justice is a slow process through the courts. On the other hand, unchecked vigilante justice ensures the swift conclusion to almost any dispute! However, that old adage, which I am sure is too cliche now, "justice prevails", has proven true yet again.
Unfortunately, Prita Mulyasari had to wait a long time for justice to be recognised. Good for her, but one must not forget the very many Indonesians whose cases do not attract the same amount of public attention; they continue to languish in the system and without any light to be seen at the end of their nightmarish legal tunnels.
For Prita, her case should never have gone to the courts in the first place. It should not have gone to the courts for the simple reason that there was no case to answer, either criminal or civil. The case does highlight how over-zealous prosecutors can get it wrong, particularly when the ominous specter of case brokers and court mafia appear. That, and perhaps, a suggestion that the "victim" figured any up front case facilitation fees they might have to pay to get this thing off and running would be recouped several times over in any judgment that was awarded to them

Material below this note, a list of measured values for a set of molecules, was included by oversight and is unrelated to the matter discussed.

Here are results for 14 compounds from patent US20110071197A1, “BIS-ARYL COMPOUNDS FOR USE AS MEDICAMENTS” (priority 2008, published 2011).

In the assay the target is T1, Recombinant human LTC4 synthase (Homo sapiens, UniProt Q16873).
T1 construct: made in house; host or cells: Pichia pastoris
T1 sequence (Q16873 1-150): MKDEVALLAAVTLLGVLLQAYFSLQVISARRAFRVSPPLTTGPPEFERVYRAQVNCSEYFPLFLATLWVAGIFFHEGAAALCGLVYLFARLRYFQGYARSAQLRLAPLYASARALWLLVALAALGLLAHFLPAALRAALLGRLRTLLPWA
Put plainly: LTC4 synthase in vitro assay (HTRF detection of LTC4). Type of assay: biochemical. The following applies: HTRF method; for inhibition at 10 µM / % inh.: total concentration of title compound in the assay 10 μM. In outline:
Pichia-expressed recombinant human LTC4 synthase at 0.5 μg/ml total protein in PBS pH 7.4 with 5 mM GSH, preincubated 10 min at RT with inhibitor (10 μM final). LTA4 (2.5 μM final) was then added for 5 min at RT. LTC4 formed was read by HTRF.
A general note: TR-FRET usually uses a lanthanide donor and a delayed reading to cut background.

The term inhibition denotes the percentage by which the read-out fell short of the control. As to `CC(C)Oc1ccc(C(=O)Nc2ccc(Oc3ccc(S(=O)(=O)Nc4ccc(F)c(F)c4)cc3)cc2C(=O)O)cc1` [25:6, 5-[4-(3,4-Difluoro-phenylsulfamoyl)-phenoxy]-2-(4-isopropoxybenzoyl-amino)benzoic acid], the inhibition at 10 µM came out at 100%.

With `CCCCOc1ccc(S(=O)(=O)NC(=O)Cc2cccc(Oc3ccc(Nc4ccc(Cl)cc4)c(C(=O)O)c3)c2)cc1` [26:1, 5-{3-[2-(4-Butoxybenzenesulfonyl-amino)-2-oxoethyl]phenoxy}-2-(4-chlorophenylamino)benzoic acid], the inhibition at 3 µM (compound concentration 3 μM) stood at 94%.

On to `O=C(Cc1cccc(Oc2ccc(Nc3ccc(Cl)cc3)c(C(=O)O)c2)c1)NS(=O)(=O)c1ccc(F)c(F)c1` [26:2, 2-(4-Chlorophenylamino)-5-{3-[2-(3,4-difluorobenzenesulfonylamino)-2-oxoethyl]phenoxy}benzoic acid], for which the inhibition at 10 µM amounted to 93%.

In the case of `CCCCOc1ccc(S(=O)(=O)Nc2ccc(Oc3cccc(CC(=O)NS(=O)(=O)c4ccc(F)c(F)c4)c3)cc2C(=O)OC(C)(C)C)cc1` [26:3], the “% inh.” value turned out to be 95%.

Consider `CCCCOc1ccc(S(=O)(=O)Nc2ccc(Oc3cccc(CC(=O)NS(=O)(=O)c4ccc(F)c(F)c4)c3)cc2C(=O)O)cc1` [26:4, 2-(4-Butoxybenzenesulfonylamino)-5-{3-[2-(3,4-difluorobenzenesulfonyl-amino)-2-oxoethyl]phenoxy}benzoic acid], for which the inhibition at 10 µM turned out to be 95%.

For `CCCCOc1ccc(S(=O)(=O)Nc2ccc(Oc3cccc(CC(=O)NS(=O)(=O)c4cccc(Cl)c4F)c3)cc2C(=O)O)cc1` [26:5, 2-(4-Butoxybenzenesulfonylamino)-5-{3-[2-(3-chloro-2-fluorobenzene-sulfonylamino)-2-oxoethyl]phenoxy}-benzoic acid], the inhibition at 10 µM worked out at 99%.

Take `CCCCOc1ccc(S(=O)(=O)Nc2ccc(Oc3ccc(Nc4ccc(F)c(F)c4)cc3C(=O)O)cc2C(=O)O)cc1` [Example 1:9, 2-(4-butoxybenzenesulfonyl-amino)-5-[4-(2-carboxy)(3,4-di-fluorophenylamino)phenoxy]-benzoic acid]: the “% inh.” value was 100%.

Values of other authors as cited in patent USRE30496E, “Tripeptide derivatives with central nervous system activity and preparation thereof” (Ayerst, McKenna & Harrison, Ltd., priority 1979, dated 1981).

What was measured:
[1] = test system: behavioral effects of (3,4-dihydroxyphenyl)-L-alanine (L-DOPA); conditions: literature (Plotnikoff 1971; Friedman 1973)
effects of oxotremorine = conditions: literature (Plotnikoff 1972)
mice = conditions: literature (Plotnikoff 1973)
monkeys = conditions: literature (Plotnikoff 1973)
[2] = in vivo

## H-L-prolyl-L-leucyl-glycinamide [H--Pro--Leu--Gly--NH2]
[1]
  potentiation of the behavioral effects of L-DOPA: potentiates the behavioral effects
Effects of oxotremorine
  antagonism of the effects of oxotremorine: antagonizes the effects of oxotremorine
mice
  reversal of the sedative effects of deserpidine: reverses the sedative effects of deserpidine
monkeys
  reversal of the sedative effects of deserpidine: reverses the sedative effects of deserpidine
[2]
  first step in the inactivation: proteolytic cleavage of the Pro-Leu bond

The civil suit saw damages awarded to Omni International Hospital to the tune of IDR 204 million. The international here does not seem to relate to the level of service they provide, but more to the scale ..., nah, pet's not go there, I would not want to get sued for defamation or anything!
So, the Supreme Court in its infinite wisdom decided to toss the civil judgment against Prita. Tossing the case means the fine is expunged along with any need to make a public apology in a local rag in Jakarta. Nevertheless, the Supreme Court's decision to toss the civil suit ends only the civil action. The reality is that there is still a pending criminal appeal on which the Supreme Court is to decide (at least as I understand it). Prita's lawyers are bandying around the idea that it is unlikely the Supreme Court will toss the civil case and affirm the criminal case.
On face value, I would agree. But, it is the Supreme Court of Indonesia, the last bastion in many cases of hard-to-explain decisions. Let's face it, the last 48 hours has seen them reignite the KPK war by issuing a ruling that says the case against Bibit and Chandra must continue. It is fair to say the last 48 hours has been a real mixed bag at the Supreme Court.
Once the Supreme Court hands down the decision on the criminal appeal I might be able to close this sorry saga in a blogging sense.